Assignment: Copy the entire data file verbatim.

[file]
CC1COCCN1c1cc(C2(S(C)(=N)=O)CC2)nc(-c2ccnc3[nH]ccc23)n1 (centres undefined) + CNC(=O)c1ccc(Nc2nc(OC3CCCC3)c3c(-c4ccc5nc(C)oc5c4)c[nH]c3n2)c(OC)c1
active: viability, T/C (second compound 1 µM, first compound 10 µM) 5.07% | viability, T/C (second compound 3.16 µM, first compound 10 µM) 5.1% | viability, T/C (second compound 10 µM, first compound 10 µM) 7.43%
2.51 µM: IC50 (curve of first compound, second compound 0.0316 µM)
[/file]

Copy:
CC1COCCN1c1cc(C2(S(C)(=N)=O)CC2)nc(-c2ccnc3[nH]ccc23)n1 (centres undefined) + CNC(=O)c1ccc(Nc2nc(OC3CCCC3)c3c(-c4ccc5nc(C)oc5c4)c[nH]c3n2)c(OC)c1
active: viability, T/C (second compound 1 µM, first compound 10 µM) 5.07% | viability, T/C (second compound 3.16 µM, first compound 10 µM) 5.1% | viability, T/C (second compound 10 µM, first compound 10 µM) 7.43%
2.51 µM: IC50 (curve of first compound, second compound 0.0316 µM)